Chillicothe is located in the state of Missouri and has a lot of culture to offer as well as great sights and interesting destinations. So if you’re planning a trip to Chillicothe (Missouri), you’ve come to the right place!
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Vacation in Chillicothe (Missouri)
The historic city of Chillicothe is located in northern Missouri about an hour north of Kansas City. Visitors to Chillicothe can enjoy a variety of activities, attractions and events.
The city is home to several museums including the Grand River Historical Society Museum, the EdUCate Discovery Center, the Livingston County Museum and the N. H. Rusche Collection of American Indian Artifacts. The Chillicothe Memorial Park and Wildlife Area is a great place for hiking, picnicking and wildlife watching. The park features a playground, fishing pond and a 2.5 mile walking trail.
The Long River Music Festival is held every September and features a variety of live music. The Livingston County Fair takes place every August and offers a carnival, livestock shows, demolition derby, tractor pull and more.
Other annual events in Chillicothe include the American Legion Rodeo in June, the Heritage days celebration in May, and the Santa Train in December.
Visitors to Chillicothe can enjoy a variety of dining options including casual cafes and restaurants, pizzerias and bakeries. There are also several hotels and bed &breakfasts in the city.
Sights in Chillicothe (Missouri)
Chillicothe, Missouri is a quaint small town with a lot to offer tourists. The town is known for its Civil War history, and there are several sites related to that period to be seen. The town is also home to a number of interesting shops and restaurants.
The first stop for anyone interested in the Civil War history of Chillicothe is the Livingston County Courthouse. This courthouse was the site of a number of important events during the war, and it has been beautifully preserved. The second stop is the Simpson House, which was used as a hospital during the war. This house is now a bed and breakfast, and it is said to be haunted by the ghosts of soldiers who died there.
For those interested in shopping, there are a number of unique shops in Chillicothe. The Honey Bunch Shop is a great place to find locally made honey and beeswax products. The Purple House is a popular antiques store, and The Village Shoppes offer a variety of unique gifts.
There are a number of great places to eat in Chillicothe as well. The Well is a popular restaurant that serves American food with a twist. The Copper Kitchen is another good option, and they serve a mix of American and Mexican food. For a more casual dining experience, there are a number of fast food and chain restaurants.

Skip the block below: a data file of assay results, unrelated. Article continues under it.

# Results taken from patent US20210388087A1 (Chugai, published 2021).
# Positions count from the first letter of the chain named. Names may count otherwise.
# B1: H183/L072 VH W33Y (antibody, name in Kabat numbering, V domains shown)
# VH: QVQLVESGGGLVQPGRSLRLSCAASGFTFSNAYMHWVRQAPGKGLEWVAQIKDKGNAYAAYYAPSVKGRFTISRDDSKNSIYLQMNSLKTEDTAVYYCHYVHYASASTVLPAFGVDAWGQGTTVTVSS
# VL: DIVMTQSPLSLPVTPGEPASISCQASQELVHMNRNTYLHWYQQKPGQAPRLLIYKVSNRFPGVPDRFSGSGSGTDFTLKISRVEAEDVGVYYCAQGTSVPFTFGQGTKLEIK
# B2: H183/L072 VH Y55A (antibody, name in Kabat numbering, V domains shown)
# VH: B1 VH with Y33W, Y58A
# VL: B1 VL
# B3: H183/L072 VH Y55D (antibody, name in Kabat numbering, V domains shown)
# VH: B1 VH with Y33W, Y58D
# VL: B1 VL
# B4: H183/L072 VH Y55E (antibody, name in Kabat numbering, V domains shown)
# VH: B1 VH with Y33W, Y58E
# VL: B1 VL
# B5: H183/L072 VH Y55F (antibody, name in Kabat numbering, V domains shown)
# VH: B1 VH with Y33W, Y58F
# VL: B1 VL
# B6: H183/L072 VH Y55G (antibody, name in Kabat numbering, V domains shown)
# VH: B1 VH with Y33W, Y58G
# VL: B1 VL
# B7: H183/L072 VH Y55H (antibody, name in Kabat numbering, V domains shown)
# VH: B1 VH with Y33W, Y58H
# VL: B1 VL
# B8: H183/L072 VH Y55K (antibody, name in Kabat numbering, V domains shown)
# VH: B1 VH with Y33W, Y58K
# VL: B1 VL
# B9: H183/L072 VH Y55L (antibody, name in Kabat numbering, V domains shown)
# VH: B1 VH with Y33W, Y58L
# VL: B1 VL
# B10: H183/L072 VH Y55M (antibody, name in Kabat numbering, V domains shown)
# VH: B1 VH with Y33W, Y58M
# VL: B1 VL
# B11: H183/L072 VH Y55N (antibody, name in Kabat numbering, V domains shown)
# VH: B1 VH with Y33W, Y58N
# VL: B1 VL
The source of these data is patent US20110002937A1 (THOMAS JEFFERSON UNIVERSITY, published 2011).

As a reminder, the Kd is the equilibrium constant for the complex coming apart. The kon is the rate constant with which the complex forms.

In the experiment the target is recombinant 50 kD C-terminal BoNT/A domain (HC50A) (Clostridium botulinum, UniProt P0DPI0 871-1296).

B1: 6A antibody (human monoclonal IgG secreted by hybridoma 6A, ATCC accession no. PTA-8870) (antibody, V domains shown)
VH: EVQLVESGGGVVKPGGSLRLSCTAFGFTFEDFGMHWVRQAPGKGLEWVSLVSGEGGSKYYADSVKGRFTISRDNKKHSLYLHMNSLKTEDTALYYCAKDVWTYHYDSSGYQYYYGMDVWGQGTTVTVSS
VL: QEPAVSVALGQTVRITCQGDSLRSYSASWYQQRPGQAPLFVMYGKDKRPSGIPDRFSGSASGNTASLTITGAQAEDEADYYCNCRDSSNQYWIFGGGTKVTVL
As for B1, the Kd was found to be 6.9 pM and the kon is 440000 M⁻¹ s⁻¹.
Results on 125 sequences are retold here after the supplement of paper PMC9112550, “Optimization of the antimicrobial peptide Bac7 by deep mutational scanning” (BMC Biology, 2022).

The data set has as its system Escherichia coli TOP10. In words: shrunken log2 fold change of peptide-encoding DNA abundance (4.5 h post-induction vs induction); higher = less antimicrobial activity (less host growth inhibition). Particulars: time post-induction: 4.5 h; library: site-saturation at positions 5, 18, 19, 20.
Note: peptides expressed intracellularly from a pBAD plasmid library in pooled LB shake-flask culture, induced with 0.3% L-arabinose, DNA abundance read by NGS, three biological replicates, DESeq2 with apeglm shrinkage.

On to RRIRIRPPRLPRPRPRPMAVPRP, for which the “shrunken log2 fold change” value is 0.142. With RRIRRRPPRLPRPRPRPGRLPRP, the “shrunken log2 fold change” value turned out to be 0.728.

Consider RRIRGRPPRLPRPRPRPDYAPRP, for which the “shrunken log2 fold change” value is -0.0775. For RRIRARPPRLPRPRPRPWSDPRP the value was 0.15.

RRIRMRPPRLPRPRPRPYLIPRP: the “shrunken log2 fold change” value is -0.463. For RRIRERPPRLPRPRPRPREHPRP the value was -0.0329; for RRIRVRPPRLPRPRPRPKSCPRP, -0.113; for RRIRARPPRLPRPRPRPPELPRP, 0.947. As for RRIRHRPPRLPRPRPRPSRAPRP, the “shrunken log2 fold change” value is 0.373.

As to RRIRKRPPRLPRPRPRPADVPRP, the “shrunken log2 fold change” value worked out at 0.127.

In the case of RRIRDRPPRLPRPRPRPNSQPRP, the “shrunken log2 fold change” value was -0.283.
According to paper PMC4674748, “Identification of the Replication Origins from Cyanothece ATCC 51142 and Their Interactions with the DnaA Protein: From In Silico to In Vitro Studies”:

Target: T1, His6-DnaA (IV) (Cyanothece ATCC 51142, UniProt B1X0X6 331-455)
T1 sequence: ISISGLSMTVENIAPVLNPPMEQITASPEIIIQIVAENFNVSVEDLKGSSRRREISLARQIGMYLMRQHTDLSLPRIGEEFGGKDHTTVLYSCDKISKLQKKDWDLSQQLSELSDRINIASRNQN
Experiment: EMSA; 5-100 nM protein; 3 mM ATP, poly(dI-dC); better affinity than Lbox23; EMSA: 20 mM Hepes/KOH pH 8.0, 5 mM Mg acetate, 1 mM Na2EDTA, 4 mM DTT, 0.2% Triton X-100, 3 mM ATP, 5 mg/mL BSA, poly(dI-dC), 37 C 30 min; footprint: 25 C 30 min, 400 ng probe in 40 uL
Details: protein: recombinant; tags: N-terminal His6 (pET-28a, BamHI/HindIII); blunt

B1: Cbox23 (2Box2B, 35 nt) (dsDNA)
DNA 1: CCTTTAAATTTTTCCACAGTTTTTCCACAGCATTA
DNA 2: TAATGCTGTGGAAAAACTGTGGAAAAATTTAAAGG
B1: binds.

Whether you’re interested in history or shopping, Chillicothe has something for everyone. This small town is a great place to spend a day or two, and you’re sure to find something that you enjoy.
History of Chillicothe (Missouri)
The city of Chillicothe is located in Livingston County, Missouri. The county was organized in 1837 and Chillicothe was designated as the county seat. The city was named after the Chillicothe tribe of Native Americans.
The first settlers in the area were James Gordon and wife Lucinda who settled in 1831. They were soon joined by other families and the community began to grow. In 1834, the first store was opened and a post office was established in 1835.
In 1836, the Missouri Legislature passed a law allowing for the organization of Livingston County. The county was officially organized on December 15, 1837 with Chillicothe being designated as the county seat. The city was named after the Chillicothe tribe of Native Americans.
Livingston County was a proslavery county and during the 1850s, there was considerable tension between the proslavery and antislavery factions. This came to a head in 1855 when Missouri Senator David Atchison, a proslavery supporter, spoke at a political rally in Chillicothe. His speech was disrupted by an antislavery protestor and a fight broke out. The proslavery supporters eventually won the fight and the antislavery protestors were forced to leave town.
Chillicothe grew rapidly during the 1850s and 1860s. The population reached 2,000 by 1860. The city was a stop on the Hannibal & St. Joseph Railroad and became an important shipping point for livestock and farm products.
The American Civil War affected Chillicothe and Livingston County in a number of ways. The county was strongly proConfederate and raised several military units to fight for the Southern cause. However, the county was also home to a large number of Union sympathizers. This led to tensions within the county and several bloody confrontations between the two factions.
In September 1861, a group of Union soldiers entered Chillicothe and burned several homes and businesses belonging to Confederate sympathizers. This event became known as the “Chillicothe Massacre”.
On March 20, 1862, a force of 2,000 Union soldiers under the command of General Samuel R. Curtis occupied Chillicothe. The Union troops remained in the city for several weeks and used it as a base of operations for their campaign against General Sterling Price’s Confederate Army in northern Missouri.
After the Civil War, Chillicothe continued to grow and prosper. The city was home to several manufacturing businesses, including the Chillicothe Iron works and the Chillicothe Wagon Company. The population reached 5,000 by 1880.
In recent years, Chillicothe has experienced a decline in population and economic activity. However, the city has begun to revitalize itself and is now home to several small businesses and a growing arts community.
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